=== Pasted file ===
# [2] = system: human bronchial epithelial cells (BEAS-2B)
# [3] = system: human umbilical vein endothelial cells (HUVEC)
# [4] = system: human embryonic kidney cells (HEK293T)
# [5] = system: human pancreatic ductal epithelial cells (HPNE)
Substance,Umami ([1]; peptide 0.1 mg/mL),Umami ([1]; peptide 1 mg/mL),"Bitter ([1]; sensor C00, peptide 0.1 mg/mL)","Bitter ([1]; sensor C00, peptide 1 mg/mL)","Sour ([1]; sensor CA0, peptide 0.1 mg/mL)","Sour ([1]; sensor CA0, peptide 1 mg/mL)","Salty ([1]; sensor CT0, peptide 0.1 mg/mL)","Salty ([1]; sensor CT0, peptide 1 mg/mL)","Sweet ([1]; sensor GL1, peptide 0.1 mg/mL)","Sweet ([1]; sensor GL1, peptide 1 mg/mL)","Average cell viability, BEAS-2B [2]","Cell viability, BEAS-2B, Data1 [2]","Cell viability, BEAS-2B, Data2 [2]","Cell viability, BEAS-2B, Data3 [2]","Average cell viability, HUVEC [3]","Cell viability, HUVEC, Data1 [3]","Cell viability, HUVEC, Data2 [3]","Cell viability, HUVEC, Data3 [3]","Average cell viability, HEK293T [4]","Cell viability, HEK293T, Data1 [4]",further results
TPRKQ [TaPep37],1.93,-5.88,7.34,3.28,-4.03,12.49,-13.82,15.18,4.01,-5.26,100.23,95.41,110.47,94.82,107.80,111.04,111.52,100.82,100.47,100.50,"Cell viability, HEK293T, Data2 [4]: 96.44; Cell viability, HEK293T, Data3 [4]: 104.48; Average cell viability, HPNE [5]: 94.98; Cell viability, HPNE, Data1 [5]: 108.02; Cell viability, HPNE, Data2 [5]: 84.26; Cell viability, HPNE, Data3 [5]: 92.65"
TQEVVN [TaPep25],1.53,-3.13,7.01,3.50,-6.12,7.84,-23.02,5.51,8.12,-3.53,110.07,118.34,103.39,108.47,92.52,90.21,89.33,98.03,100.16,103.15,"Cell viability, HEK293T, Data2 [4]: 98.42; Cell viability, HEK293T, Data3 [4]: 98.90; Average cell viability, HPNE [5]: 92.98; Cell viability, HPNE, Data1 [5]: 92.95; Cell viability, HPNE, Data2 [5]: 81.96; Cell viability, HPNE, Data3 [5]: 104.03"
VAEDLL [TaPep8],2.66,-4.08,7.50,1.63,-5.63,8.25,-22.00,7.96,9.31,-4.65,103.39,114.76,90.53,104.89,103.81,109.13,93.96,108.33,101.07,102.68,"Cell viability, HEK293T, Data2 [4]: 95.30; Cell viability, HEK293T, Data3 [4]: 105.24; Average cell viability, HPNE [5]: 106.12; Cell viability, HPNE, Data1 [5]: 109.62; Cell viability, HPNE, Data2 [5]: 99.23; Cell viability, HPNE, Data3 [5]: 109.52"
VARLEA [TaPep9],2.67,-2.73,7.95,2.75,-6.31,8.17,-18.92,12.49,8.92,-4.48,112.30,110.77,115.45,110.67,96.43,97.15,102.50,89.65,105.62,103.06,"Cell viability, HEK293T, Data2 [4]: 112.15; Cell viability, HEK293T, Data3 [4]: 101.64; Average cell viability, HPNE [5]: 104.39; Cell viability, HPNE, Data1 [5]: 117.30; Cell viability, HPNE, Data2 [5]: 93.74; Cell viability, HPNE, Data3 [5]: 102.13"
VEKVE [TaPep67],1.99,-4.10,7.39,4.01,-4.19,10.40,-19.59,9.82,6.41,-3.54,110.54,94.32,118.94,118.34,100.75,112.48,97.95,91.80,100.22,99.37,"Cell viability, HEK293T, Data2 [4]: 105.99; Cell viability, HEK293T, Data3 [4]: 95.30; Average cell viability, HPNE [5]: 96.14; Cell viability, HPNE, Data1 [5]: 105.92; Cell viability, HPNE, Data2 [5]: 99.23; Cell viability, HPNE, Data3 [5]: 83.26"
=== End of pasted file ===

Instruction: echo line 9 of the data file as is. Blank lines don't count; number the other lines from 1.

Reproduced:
VARLEA [TaPep9],2.67,-2.73,7.95,2.75,-6.31,8.17,-18.92,12.49,8.92,-4.48,112.30,110.77,115.45,110.67,96.43,97.15,102.50,89.65,105.62,103.06,"Cell viability, HEK293T, Data2 [4]: 112.15; Cell viability, HEK293T, Data3 [4]: 101.64; Average cell viability, HPNE [5]: 104.39; Cell viability, HPNE, Data1 [5]: 117.30; Cell viability, HPNE, Data2 [5]: 93.74; Cell viability, HPNE, Data3 [5]: 102.13"